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View Full Version : Has anyone heard/tried Fludio therapy?




MeShelly
09-27-2010, 09:49 PM
So I see this new doctor (Pain Management) referred by my neurosurgeon. He tells me that I have a cervical strain. He puts me on a new medication cocktail. Tells me that the gabapentin isnít working for me because I am loopy. So now I am walking into walls, falling asleep at the drop of a hat and slurring my somewhat speech that I have left and having to go thru the withdrawals of the gabinpentin.

I see him a week later and he now puts me back on the gabanpentin. He still doesnít want to acknowledge that three other doctors have told me I have RSD. I am falling apart in his office when he keeps telling me that I donít show all the symptoms. Then all of a sudden my hand starts doing its thing. Red, Freezing *** cold, turning blue and blotchy all the way ups my arm and now it hurts like hell.

Iím ready to walk out of the office he knows this and says lets try Fludio Therapy does any one know of this? Or is he just ignorant of RSD

I just need to get to Oct 29 when I have an appt with neurologist

Any feedback would be appreciated

Thanks for letting me vent




Jo*mar
09-27-2010, 10:46 PM
I don't have RSD , but I did have a few sessions of fluidotherapy for my RSI.
I didn't care for it at all myself.

I didn't like having to lean into the "box" to get my arms inside of it..
and it didn't do a thing for my arm pain a total waste of time for me and made my neck hurt due to the odd angles & leaning to reach inside.

Little warmed air with particles fly around and hit your skin- if your RSD has hyper sensitive skin ..??? I just don't know how this would really benefit you.

All it did for me was annoy me!

A little about it-

[Fluidotherapy is a therapy often used to relax localized areas for conditions such as arthritis, circulatory disorders and certain sports related injuries. The concept of fluidotherapy is based on a dry heat treatment that uses pulverized organic material such as walnut shells or grain husks. These materials are suspended and circulated in a heated air stream. The organic material of the fluidotherapy radiates heat and generates stimulation and pressure to certain areas of the body. Fluidotherapy is usually used for upper extremities such as the muscle and joint structures of the hand and wrist. When the hand or wrist is immersed, the warm air is forced from the bottom of the machine through particles forming an air-fluidized bed. Fluidotherapy has the ability to attain higher degrees of temperature than other methods of heat application. It is important to have the materials in the machine circulate at the correct temperature, speed and density. This type of therapy also performs a soft tissue massage. Fluidotherapy serves only as a temporary relief of pain. It is not a treatment used on a long term basis. Fluidotherapy increases circulation to an area; therefore it may make tissue more flexible to assist in improving range of motion. ]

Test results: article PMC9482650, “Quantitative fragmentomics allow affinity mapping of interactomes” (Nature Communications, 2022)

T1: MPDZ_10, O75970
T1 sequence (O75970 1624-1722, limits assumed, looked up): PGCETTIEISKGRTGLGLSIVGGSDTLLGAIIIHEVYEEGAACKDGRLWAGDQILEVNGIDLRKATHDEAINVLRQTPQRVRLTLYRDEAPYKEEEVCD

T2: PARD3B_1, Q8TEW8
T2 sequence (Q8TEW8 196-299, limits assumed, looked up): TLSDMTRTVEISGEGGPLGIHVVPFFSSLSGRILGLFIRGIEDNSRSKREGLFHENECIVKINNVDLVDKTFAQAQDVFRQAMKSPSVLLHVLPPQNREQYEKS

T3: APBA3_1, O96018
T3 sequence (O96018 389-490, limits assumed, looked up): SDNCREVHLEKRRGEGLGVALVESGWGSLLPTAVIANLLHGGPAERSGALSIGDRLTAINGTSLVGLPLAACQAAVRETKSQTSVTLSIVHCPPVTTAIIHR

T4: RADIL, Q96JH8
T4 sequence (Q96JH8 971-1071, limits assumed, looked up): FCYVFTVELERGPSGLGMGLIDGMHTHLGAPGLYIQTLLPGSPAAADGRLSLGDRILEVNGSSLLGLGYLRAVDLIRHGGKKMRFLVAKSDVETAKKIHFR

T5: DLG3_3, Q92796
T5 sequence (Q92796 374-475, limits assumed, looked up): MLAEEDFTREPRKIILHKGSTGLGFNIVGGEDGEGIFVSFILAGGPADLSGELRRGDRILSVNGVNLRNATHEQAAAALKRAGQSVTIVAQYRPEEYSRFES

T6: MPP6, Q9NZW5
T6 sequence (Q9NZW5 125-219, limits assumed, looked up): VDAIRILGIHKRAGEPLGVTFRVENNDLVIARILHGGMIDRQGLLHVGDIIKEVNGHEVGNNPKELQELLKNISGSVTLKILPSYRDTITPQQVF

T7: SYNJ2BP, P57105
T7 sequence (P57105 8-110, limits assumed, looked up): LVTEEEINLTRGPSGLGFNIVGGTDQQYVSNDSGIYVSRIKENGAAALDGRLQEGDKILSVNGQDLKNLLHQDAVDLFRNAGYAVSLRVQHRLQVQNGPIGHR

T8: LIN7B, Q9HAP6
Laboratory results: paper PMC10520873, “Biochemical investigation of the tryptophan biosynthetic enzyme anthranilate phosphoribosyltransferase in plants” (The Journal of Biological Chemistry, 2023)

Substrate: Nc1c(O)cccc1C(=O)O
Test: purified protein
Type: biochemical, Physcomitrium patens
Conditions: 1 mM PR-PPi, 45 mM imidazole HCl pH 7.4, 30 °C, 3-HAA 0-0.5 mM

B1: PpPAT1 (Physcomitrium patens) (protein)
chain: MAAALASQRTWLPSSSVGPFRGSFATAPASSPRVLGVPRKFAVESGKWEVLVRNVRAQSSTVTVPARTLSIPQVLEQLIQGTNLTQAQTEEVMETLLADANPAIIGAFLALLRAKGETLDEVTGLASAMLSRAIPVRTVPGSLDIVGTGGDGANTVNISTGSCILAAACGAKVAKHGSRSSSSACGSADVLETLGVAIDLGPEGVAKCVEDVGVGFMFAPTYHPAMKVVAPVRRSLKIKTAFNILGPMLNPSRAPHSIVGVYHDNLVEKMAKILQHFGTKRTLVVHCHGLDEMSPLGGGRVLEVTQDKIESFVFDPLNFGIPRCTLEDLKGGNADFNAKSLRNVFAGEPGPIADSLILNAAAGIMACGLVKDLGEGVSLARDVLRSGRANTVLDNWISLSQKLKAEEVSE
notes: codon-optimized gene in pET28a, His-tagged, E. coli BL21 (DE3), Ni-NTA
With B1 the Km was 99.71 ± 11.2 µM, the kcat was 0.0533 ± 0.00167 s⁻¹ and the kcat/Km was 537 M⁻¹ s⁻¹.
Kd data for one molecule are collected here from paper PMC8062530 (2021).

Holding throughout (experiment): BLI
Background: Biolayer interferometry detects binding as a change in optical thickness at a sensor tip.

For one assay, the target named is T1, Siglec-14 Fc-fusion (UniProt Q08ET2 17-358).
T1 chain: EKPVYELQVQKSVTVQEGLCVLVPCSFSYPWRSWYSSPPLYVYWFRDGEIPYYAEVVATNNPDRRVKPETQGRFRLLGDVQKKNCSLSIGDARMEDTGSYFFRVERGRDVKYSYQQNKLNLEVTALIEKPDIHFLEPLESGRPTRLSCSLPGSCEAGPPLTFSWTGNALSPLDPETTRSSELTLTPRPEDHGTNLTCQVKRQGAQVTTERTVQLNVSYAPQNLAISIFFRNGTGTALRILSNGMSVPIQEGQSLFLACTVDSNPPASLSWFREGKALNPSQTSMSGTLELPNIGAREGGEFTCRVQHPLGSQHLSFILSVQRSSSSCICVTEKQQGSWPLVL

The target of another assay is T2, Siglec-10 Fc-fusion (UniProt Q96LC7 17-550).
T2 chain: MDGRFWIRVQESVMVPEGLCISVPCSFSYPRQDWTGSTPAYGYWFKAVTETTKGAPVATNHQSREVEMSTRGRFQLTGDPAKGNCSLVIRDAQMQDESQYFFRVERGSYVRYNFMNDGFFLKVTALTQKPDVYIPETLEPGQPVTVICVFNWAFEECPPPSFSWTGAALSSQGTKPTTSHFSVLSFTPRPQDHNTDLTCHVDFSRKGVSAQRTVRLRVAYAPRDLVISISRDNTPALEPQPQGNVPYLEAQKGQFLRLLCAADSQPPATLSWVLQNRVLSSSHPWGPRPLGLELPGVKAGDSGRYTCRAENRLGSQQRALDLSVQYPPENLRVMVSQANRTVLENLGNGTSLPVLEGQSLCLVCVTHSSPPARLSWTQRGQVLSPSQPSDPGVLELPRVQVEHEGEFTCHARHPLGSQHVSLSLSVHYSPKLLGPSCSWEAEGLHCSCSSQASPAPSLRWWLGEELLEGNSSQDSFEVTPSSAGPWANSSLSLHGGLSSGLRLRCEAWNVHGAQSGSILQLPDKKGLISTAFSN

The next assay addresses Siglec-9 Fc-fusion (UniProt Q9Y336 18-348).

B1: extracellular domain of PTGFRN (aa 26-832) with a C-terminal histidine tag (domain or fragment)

more- http://www.ersbiomedical.com/fluidotherapy.htm


the machine looks like this images -
http://www.google.com/images?q=fluidotherapy+treatment&hl=en&client=firefox-a&rls=org.mozilla:en-US:official&prmd=iv&um=1&ie=UTF-8&source=og&sa=N&tab=wi&biw=1440&bih=772

daniella
09-29-2010, 04:59 AM
Hi I am pretty sure I did fluidtherapy at Cleveland Clinic when I was there. Mine was a machine with sand and I stuck my legs which have rsd in them. There were different speeds but I could only tolerate the low and different temps. It was used to desensitize the nerves. Gradually I was supposed to work on higher temps and stay in it longer. I did not stay at the program because of my pain level. The therapist said though that people with nerve conditions have found it helpful. Sorry I could not offer more.